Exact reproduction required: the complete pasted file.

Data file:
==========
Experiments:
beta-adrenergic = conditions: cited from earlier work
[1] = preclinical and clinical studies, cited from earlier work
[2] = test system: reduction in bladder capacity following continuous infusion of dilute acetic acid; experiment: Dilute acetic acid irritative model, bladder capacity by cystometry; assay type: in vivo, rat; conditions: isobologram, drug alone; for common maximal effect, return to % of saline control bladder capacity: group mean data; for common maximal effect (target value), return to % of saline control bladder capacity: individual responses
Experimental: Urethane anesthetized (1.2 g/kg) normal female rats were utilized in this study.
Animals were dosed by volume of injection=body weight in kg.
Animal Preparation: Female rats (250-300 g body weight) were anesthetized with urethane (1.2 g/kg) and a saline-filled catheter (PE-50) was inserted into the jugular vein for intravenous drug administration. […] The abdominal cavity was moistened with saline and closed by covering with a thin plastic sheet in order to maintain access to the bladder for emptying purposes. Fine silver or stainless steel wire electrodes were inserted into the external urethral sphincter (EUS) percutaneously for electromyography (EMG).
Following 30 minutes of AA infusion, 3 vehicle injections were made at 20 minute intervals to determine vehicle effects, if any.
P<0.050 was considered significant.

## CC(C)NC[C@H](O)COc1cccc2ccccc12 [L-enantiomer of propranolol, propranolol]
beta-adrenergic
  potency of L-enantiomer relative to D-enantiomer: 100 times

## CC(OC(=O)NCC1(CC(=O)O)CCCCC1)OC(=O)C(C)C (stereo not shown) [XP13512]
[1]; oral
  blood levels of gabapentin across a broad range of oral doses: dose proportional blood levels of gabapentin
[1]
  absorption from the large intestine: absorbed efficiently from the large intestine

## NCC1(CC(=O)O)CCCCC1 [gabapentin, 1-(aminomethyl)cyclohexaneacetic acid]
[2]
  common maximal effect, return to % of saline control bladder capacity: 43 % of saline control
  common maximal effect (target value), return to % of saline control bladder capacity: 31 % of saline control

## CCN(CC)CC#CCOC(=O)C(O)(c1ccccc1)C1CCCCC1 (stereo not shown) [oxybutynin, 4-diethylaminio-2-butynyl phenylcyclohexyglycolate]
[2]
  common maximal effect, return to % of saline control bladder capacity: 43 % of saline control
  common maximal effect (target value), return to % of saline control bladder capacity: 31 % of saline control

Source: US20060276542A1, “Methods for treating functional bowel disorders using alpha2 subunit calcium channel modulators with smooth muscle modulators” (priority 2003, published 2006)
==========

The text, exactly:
Experiments:
beta-adrenergic = conditions: cited from earlier work
[1] = preclinical and clinical studies, cited from earlier work
[2] = test system: reduction in bladder capacity following continuous infusion of dilute acetic acid; experiment: Dilute acetic acid irritative model, bladder capacity by cystometry; assay type: in vivo, rat; conditions: isobologram, drug alone; for common maximal effect, return to % of saline control bladder capacity: group mean data; for common maximal effect (target value), return to % of saline control bladder capacity: individual responses
Experimental: Urethane anesthetized (1.2 g/kg) normal female rats were utilized in this study.
Animals were dosed by volume of injection=body weight in kg.
Animal Preparation: Female rats (250-300 g body weight) were anesthetized with urethane (1.2 g/kg) and a saline-filled catheter (PE-50) was inserted into the jugular vein for intravenous drug administration. […] The abdominal cavity was moistened with saline and closed by covering with a thin plastic sheet in order to maintain access to the bladder for emptying purposes. Fine silver or stainless steel wire electrodes were inserted into the external urethral sphincter (EUS) percutaneously for electromyography (EMG).
Following 30 minutes of AA infusion, 3 vehicle injections were made at 20 minute intervals to determine vehicle effects, if any.
P<0.050 was considered significant.

## CC(C)NC[C@H](O)COc1cccc2ccccc12 [L-enantiomer of propranolol, propranolol]
beta-adrenergic
  potency of L-enantiomer relative to D-enantiomer: 100 times

## CC(OC(=O)NCC1(CC(=O)O)CCCCC1)OC(=O)C(C)C (stereo not shown) [XP13512]
[1]; oral
  blood levels of gabapentin across a broad range of oral doses: dose proportional blood levels of gabapentin
[1]
  absorption from the large intestine: absorbed efficiently from the large intestine

## NCC1(CC(=O)O)CCCCC1 [gabapentin, 1-(aminomethyl)cyclohexaneacetic acid]
[2]
  common maximal effect, return to % of saline control bladder capacity: 43 % of saline control
  common maximal effect (target value), return to % of saline control bladder capacity: 31 % of saline control

## CCN(CC)CC#CCOC(=O)C(O)(c1ccccc1)C1CCCCC1 (stereo not shown) [oxybutynin, 4-diethylaminio-2-butynyl phenylcyclohexyglycolate]
[2]
  common maximal effect, return to % of saline control bladder capacity: 43 % of saline control
  common maximal effect (target value), return to % of saline control bladder capacity: 31 % of saline control

Source: US20060276542A1, “Methods for treating functional bowel disorders using alpha2 subunit calcium channel modulators with smooth muscle modulators” (priority 2003, published 2006)